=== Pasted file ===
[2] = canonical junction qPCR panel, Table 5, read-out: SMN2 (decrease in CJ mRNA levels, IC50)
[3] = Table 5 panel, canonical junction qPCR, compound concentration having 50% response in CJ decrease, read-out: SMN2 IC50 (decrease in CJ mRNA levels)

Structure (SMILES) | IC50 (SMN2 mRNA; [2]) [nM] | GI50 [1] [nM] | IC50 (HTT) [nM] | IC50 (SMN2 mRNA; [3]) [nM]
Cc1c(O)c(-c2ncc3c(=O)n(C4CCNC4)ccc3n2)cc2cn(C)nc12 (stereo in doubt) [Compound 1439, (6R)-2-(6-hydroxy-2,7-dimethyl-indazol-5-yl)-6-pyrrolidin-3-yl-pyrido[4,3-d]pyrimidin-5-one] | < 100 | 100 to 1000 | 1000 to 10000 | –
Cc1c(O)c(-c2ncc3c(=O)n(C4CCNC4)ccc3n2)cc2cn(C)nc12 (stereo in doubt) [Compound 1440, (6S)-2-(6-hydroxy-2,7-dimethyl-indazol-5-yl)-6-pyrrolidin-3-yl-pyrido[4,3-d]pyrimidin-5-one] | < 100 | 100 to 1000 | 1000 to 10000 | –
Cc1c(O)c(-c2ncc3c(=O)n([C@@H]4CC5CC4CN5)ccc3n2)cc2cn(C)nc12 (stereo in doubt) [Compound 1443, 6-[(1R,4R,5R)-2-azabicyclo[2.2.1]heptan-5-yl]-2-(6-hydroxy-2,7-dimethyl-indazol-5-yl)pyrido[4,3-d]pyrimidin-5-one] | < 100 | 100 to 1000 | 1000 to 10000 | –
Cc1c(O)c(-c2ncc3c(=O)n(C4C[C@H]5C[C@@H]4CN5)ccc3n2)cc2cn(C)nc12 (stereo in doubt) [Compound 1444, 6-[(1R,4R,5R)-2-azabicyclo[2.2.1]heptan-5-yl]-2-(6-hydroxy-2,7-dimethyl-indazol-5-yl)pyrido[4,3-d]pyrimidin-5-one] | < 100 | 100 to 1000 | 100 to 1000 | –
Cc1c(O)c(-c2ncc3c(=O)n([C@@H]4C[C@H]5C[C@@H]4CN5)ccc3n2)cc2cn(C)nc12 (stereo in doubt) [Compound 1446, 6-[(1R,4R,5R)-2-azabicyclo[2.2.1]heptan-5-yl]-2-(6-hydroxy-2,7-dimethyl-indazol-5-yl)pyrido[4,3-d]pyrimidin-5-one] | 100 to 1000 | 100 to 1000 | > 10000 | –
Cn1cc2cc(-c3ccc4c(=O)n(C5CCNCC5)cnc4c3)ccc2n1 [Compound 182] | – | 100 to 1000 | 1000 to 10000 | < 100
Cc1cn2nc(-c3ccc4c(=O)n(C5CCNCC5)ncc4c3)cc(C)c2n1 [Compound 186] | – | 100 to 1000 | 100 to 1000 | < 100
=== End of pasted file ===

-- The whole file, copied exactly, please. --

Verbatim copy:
[2] = canonical junction qPCR panel, Table 5, read-out: SMN2 (decrease in CJ mRNA levels, IC50)
[3] = Table 5 panel, canonical junction qPCR, compound concentration having 50% response in CJ decrease, read-out: SMN2 IC50 (decrease in CJ mRNA levels)

Structure (SMILES) | IC50 (SMN2 mRNA; [2]) [nM] | GI50 [1] [nM] | IC50 (HTT) [nM] | IC50 (SMN2 mRNA; [3]) [nM]
Cc1c(O)c(-c2ncc3c(=O)n(C4CCNC4)ccc3n2)cc2cn(C)nc12 (stereo in doubt) [Compound 1439, (6R)-2-(6-hydroxy-2,7-dimethyl-indazol-5-yl)-6-pyrrolidin-3-yl-pyrido[4,3-d]pyrimidin-5-one] | < 100 | 100 to 1000 | 1000 to 10000 | –
Cc1c(O)c(-c2ncc3c(=O)n(C4CCNC4)ccc3n2)cc2cn(C)nc12 (stereo in doubt) [Compound 1440, (6S)-2-(6-hydroxy-2,7-dimethyl-indazol-5-yl)-6-pyrrolidin-3-yl-pyrido[4,3-d]pyrimidin-5-one] | < 100 | 100 to 1000 | 1000 to 10000 | –
Cc1c(O)c(-c2ncc3c(=O)n([C@@H]4CC5CC4CN5)ccc3n2)cc2cn(C)nc12 (stereo in doubt) [Compound 1443, 6-[(1R,4R,5R)-2-azabicyclo[2.2.1]heptan-5-yl]-2-(6-hydroxy-2,7-dimethyl-indazol-5-yl)pyrido[4,3-d]pyrimidin-5-one] | < 100 | 100 to 1000 | 1000 to 10000 | –
Cc1c(O)c(-c2ncc3c(=O)n(C4C[C@H]5C[C@@H]4CN5)ccc3n2)cc2cn(C)nc12 (stereo in doubt) [Compound 1444, 6-[(1R,4R,5R)-2-azabicyclo[2.2.1]heptan-5-yl]-2-(6-hydroxy-2,7-dimethyl-indazol-5-yl)pyrido[4,3-d]pyrimidin-5-one] | < 100 | 100 to 1000 | 100 to 1000 | –
Cc1c(O)c(-c2ncc3c(=O)n([C@@H]4C[C@H]5C[C@@H]4CN5)ccc3n2)cc2cn(C)nc12 (stereo in doubt) [Compound 1446, 6-[(1R,4R,5R)-2-azabicyclo[2.2.1]heptan-5-yl]-2-(6-hydroxy-2,7-dimethyl-indazol-5-yl)pyrido[4,3-d]pyrimidin-5-one] | 100 to 1000 | 100 to 1000 | > 10000 | –
Cn1cc2cc(-c3ccc4c(=O)n(C5CCNCC5)cnc4c3)ccc2n1 [Compound 182] | – | 100 to 1000 | 1000 to 10000 | < 100
Cc1cn2nc(-c3ccc4c(=O)n(C5CCNCC5)ncc4c3)cc(C)c2n1 [Compound 186] | – | 100 to 1000 | 100 to 1000 | < 100